New York, August 24, 2016 – Zambian regulators should immediately reinstate the broadcasting licenses of three media outlets it revoked, and police should drop all charges against four media workers arrested when police sealed the offices of the country’s largest privately owned television station, the Committee to Protect Journalists said today.
Zambia’s Independent Broadcasting Authority (IBA) on August 22 suspended the licenses of Muvi TV, the country’s largest privately owned television station, as well as Komboni Radio and Radio Itezhi Tezhi, which are also privately owned. It alleged in a statement that the three were guilty of professional misconduct and “posed a risk to national peace and stability” before and after the August 11 presidential election, according to media reports. It did not provide further details.
Milner Katolo, a lawyer for Muvi TV and Komboni Radio, told CPJ that police arrested four Muvi TV workers. They were arrested after the police and officials from the Zambia Information and Communications Technology Authority (ZICTA) took control of the station’s office in Lusaka on August 22. They were charged with “criminal trespassing,” he said. Costa Mwansa, managing editor at Muvi TV, told CPJ that those arrested were John Nyendwa, Mubanga Katyeka, Joe Musakanya, and William Mwenge, that police released them today, but that they still face trespassing charges.
“Canceling the licenses of some of Zambia’s leading broadcasters on such vague grounds as preserving ‘national peace’ smacks of censorship,” CPJ Africa Program Coordinator Angela Quintal said from New York. “The arrest of four media workers on charges of trespassing on their own premises would be laughable were it not so outrageous. We call on Zambian regulators to return Muvi TV, Komboni Radio, and Radio Itezhi Tezhi to the airwaves immediately, and drop the spurious charges against John Nyendwa, Mubanga Katyeka, Joe Musakanya, and William Mwenge.”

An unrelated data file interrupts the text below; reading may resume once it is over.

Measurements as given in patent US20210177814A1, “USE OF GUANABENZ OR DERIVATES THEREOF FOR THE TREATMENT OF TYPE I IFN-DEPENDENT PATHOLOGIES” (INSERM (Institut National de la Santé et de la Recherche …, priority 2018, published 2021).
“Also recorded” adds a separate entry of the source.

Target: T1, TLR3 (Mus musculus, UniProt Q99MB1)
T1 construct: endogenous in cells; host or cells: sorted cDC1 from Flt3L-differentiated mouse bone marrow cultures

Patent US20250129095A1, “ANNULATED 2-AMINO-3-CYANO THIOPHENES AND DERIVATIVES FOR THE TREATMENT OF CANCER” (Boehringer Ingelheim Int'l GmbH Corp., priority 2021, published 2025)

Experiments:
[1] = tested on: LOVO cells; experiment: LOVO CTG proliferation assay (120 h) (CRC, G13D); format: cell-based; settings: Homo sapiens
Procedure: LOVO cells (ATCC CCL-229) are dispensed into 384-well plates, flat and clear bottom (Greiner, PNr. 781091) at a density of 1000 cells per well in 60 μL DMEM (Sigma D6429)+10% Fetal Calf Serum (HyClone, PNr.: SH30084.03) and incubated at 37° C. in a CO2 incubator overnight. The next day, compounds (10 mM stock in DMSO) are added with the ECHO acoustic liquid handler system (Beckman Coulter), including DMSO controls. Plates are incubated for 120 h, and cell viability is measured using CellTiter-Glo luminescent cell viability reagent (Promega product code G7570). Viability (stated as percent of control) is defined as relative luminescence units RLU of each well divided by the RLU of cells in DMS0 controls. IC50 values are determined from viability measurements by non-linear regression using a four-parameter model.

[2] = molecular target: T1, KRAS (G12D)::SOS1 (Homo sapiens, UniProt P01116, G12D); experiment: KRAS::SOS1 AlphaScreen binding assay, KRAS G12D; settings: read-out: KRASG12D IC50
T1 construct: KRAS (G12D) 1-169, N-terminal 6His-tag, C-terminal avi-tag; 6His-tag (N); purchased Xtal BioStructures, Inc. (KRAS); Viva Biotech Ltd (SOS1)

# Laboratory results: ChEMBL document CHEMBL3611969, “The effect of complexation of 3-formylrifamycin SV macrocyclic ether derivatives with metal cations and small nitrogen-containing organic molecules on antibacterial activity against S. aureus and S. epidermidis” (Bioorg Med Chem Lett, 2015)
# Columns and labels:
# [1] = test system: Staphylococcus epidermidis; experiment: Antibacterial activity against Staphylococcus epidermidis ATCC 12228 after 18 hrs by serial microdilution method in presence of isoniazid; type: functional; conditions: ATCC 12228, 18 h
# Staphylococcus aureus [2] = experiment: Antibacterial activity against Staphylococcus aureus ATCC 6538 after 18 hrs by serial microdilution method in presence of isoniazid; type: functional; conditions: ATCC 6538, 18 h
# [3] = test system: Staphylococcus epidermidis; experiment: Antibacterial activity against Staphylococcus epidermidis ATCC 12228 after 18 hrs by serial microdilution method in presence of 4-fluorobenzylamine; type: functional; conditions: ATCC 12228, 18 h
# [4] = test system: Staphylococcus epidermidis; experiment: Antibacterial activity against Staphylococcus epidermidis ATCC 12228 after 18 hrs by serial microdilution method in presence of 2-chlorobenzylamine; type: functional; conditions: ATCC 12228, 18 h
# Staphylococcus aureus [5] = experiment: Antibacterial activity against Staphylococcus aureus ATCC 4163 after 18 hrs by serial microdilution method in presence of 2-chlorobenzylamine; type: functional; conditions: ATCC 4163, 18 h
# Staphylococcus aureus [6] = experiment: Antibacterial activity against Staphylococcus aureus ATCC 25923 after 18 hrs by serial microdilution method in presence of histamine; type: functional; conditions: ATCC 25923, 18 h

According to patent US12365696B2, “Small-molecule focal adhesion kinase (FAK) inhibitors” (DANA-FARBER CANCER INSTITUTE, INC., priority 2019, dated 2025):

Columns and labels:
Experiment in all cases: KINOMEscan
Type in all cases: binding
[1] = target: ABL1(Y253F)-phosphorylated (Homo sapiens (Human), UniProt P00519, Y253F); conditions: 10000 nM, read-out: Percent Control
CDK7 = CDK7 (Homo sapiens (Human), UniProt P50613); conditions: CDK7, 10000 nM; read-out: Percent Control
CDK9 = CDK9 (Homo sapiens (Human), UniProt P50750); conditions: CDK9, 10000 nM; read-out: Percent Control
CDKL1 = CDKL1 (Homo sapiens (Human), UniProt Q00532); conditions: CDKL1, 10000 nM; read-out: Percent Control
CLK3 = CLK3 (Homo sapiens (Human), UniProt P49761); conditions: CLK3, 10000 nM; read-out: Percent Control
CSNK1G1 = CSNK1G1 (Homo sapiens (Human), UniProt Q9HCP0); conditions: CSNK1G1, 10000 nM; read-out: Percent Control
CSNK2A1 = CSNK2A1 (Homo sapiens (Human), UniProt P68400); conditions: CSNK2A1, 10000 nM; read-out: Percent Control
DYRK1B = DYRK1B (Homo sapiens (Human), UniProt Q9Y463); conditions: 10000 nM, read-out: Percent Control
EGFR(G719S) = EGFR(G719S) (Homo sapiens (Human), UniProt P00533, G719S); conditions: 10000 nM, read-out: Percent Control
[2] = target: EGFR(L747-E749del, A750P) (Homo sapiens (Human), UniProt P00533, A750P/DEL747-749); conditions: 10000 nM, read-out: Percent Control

Katolo, the lawyer, told CPJ that the IBA gave his clients no justification for suspending their licenses. “We do not have sufficient particulars to respond to a charge of unprofessional conduct,” he said.
The lawyer said the IBA Amendment Act, which details the regulator’s procedures, requires the IBA to give broadcasters notice of a complaint and to give them an opportunity to respond before suspending their licenses. He said the IBA had told him that the broadcasters would be able to present their case on September 14.
Katolo said Muvi TV and Komboni Radio would appeal to the Ministry of Information based on the IBA Amendment Act, though no minister of information has been appointed, pending the resolution of a court case disputing the outcome of August 11 presidential election. Since his clients did not have “the luxury of time,” he said, he was also preparing court papers.
IBA chairwoman Josephine Mapoma rejected allegations that the IBA’s actions were politically motivated or that it had acted unlawfully.
She told CPJ that she could not disclose details of the violations until the broadcasters appeared before the IBA, as she did not want to be seen to prejudge the issue. Given the gravity of the alleged infractions, she said, the IBA had invoked Section 29(1) (j) of the IBA Amendment Act which allowed it to suspend licenses pending a hearing, she said.
Attempts to reach Radio Itezhi Tezhi were unsuccessful.
The decision to shut down the three broadcasters follows the June closure of the independent Zambian newspaper The Post, ostensibly because of a tax dispute, a move CPJ considers a politically motivated attempt to silence criticism ahead of the election, which was tainted by violence and allegations of voter intimidation.
The opposition United Party for National Development (UPND), has challenged the outcome of the election in court, alleging the country’s electoral commission had manipulated the results. The court challenge has delayed the inauguration of president-elect Edgar Lungu who, according to the official results, won 50.4 percent of the vote against UPND leader Hakainde Hichilema’s 47.6 percent.